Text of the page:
Ambassador: Nuclear energy program Iran’s legal right

4 April 2013 14:49 (UTC+04:00)

Iran's Ambassador to the International Atomic Energy Agency (IAEA) Ali Asghar Soltanieh says the nuclear energy program is a legal right of the country and a national issue with a bright future ahead, Press TV reported.

"Iran uses nuclear technology for completely peaceful objectives, which have been reiterated in the NPT (the Non-Proliferation Treaty), such as energy generation and its use for scientific purposes including in medical and agricultural sectors," Soltanieh said on Wednesday.

He added that through its nuclear energy program, Iran seeks a new opportunity to enter modern economic fields.

The envoy emphasized that the global arrogance uses Iran's nuclear energy program as an excuse to exert pressure and issue threats against the country with the purpose of "preventing Iran from gaining access to a [reliable] energy source."

Soltanieh said that Iran has so far had extensive cooperation with the UN nuclear agency in line with the NPT regulations and would proceed with its cooperation with the IAEA in the future.

The IAEA has inspected Iran's nuclear sites without any limits and in accordance with the NPT and reported no diversion in the Islamic Republic's nuclear energy activities, he said.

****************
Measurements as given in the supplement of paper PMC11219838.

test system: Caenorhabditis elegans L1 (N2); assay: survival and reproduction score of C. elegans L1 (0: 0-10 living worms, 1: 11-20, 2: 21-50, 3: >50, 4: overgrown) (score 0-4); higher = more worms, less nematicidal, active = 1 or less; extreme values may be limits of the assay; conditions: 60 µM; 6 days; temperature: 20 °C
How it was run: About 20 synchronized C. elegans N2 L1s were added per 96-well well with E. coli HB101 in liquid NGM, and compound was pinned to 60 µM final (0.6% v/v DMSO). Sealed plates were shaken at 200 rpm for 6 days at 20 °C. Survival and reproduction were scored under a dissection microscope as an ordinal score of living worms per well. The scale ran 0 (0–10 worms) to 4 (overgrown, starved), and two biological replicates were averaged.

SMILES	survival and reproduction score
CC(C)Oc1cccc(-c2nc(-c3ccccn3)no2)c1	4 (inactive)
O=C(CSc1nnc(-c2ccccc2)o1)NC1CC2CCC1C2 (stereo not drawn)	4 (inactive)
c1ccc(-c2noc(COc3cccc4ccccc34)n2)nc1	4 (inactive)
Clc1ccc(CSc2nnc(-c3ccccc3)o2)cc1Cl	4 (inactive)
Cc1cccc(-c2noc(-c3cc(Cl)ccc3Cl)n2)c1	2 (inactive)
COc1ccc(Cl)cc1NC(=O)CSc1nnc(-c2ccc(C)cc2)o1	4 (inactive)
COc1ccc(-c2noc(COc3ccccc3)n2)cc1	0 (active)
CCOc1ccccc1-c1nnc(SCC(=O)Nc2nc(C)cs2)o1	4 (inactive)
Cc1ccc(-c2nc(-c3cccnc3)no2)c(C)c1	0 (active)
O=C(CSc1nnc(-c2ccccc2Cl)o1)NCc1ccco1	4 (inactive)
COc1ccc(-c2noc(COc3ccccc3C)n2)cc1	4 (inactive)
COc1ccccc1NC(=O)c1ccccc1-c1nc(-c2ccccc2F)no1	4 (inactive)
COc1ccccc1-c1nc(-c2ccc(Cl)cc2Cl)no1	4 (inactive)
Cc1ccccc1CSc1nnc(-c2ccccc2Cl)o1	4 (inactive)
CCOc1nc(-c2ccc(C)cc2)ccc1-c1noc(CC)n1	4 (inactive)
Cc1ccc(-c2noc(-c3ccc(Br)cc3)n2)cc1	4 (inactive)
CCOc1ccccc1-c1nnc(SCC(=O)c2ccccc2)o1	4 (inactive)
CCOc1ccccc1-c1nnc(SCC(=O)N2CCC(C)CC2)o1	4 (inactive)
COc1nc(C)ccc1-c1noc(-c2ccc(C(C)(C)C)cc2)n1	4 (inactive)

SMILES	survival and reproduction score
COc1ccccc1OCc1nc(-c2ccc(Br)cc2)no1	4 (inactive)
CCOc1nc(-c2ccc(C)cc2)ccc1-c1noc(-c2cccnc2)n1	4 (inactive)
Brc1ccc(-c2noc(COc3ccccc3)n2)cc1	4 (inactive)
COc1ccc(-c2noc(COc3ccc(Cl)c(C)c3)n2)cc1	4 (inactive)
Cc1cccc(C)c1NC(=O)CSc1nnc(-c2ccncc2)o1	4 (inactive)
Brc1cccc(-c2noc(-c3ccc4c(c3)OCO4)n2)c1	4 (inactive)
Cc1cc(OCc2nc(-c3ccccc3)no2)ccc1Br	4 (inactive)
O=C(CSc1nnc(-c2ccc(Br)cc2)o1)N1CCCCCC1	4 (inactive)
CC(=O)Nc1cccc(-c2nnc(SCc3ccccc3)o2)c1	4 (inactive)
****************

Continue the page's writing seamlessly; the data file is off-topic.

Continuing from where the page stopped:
Soltanieh's remarks came ahead of a fresh round of talks between Iran and the five permanent members of the UN Security Council plus Germany known as the P5+1.
Iran's negotiating team on Thursday arrived in Kazakhstan's Almaty for the upcoming nuclear talks with the P5+1 group.

Iran's delegation includes Chairman of the Supreme National Security Council of Iran Saeed Jalili and his deputy Ali Bagheri, Deputy Foreign Minister Seyyed Abbas Araghchi, Foreign Minister's advisor Hamid Reza Asgari, and Iran's former ambassador in UK Rasul Movahedian.

It has been previously reported that the next round of talks between Iran and P5+1 is to be held for the second time in Almaty, on Friday.

The previous round of talks was held in the same city on Feb 26-27. A technical round of negotiation was also held between experts of the two sides in Istanbul on March 18.

According to Reuters, some Western officials have been suggesting there could be a chance of diplomatic progress in the long standoff over Iran's nuclear activities.
The U.S. and its Western allies suspect Iran of developing a nuclear weapon - something that Iran denies.

Iran has on numerous occasions stated that it does not seek to develop nuclear weapons, using nuclear energy for medical researches instead.